>> 16 – 85 years inclusive. As such, there could be issues about
>> combining the two surveys given that the replicate weights are
>> calibrated to different population structures – not sure there is any
>> way around this if this is an explanation.
>>
>> I want to age-sex standardize the 1997 data to the 2007 population
>> structure. To do so, I first limited the two samples to respondents
>> aged 20-69 years inclusive – to get like-with-like comparisons. I then
>> created a new variable indicating the age-sex strata (10 5-year age
>> bands x 2 sex = 20 strata – variable name, st_agesex). I then
>> estimated the 2007 population size for each of these 20 age-sex strata
>> – variable name, st_wt).
>>
>> I do several runs through the data.
>>
>> The first specifies the complex survey design:
>>
>> . quietly svyset [pweight=mhsfinwt], jkrweight(wpm*, multiplier(1))
>> vce(jackknife) mse
>>
>> Stata output reports: Number of strata = 1; Population size = 1.39
>> million. All this makes sense.
>>
>> I then estimate proportions who consulted a psychologist for mental
>> health problems in the last 12-months (mhpsyco12: code 0/1) over the
>> two surveys (nsmhwb, 0 = 1997; 1 = 2007)
>>
>> . svy jackknife, nodots : proportion mhpsyo12, over(nsmhwb)
>>
>> These give estimates for the unadjusted populations:
>>
>> 1997 - 17.0% (SE 1.3%);
>> 2007 – 37.3% (SE 2.5%).
>>
>> All good so far.
>>
>> The second pass through the data declares the complex survey design
>> with poststratification specification strata and weights:
>>
>> . quietly svyset [pweight=mhsfinwt], poststrata(st_agesex) postweight(st_wt) ///
>>  jkrweight(wpm*, multiplier(1)) vce(jackknife) mse
>>
>> Stata output reports Number of strata = 1; N. of poststrata = 20, and
>> Stata also reports a Population size of 1. I don’t understand the
>> Population size parameter – why isn’t it 1.39 mill per above?
>>
>> I then estimate proportions who consulted a psychologist for mental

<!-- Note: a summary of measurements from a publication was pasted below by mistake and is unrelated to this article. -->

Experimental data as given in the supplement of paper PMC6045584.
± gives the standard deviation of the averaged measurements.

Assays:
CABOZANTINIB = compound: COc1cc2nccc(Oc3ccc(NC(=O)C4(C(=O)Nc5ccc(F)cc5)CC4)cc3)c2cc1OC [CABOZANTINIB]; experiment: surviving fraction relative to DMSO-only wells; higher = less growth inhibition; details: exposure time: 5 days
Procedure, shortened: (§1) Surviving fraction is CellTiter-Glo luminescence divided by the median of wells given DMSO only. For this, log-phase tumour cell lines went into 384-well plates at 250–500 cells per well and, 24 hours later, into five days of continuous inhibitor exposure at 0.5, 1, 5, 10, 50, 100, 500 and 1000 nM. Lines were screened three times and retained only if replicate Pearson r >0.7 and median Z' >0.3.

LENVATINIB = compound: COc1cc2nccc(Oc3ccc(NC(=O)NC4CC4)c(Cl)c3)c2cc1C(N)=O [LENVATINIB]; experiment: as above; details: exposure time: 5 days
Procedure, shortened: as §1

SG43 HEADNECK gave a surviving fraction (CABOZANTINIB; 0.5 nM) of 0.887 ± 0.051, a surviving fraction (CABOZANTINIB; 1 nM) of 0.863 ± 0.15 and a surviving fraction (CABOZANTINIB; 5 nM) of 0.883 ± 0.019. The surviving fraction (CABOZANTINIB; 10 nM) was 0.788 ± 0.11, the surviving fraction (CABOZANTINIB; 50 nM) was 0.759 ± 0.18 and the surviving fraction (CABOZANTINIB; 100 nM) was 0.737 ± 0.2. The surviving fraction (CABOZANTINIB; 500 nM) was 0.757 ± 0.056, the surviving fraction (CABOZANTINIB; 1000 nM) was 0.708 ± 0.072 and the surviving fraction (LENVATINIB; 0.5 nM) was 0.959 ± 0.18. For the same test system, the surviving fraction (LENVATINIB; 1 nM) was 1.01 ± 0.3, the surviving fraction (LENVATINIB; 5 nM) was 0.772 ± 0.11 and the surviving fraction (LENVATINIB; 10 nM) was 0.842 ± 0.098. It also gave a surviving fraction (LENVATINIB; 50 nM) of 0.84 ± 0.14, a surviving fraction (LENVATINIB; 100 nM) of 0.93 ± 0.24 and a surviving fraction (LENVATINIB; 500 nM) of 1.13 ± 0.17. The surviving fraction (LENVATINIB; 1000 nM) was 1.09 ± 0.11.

>> health problems in the last 12-months adjusted for the age-sex stratum
>> factors
>>
>> . svy jackknife, nodots : proportion mhpsyo12, over(nsmhwb)
>>
>> These give estimates for the ‘adjusted’ age-sex standardized populations:
>>
>> 1997 - 15.7% (SE 1.4%);
>> 2007 – 37.1% (SE 2.6%).
>>
>> I expected the 1997 estimate to be reduced given age-sex adjustment –
>> this is the case. But I do not understand why the 2007 ‘adjusted’
>> estimates vary at all from the 2007 ‘unadjusted’ unadjusted estimates.
>>
>> Finally, to try and unravel this matter, I resorted to the original
>> complex survey design declaration:
>>
>> . quietly svyset [pweight=mhsfinwt], jkrweight(wpm*, multiplier(1))
>> vce(jackknife) mse
>>
>> Stata output reports Number of strata = 1; N. of std strata = 20 –
>> both of these make sense. Stata also reports a Population size of 1.39
>> million. All of these make sense.
>>
>> I then tried to ‘directly standardize’ the proportions:
>>
>> . svy jackknife, nodots : proportion mhpsyo12, stdize(st_agesex)
>> stdweight(st_wt) over(nsmhwb)
>>
>> These give estimates for the ‘adjusted’ age-sex standardized populations:
>>
>> 1997 - 15.6% (SE 1.4%);
>> 2007 – 37.8% (SE 3.0%).
>>
>> So, I’m confused. I understand why the 1997 estimates vary given
>> age-sex adjustment (although a bit confused why the results differ
>> between poststratification and direct standardization); I have more
>> trouble understanding the varying estimates for 2007.
>>
>> I’m struggling to understand all of this and welcome any ideas! It’s
>> likely I do not properly understand the postsratification processes.
>>
>> I’m using Stata 11.0, born 21 October 2009.
>>
>> Any thoughts or ideas most grateful!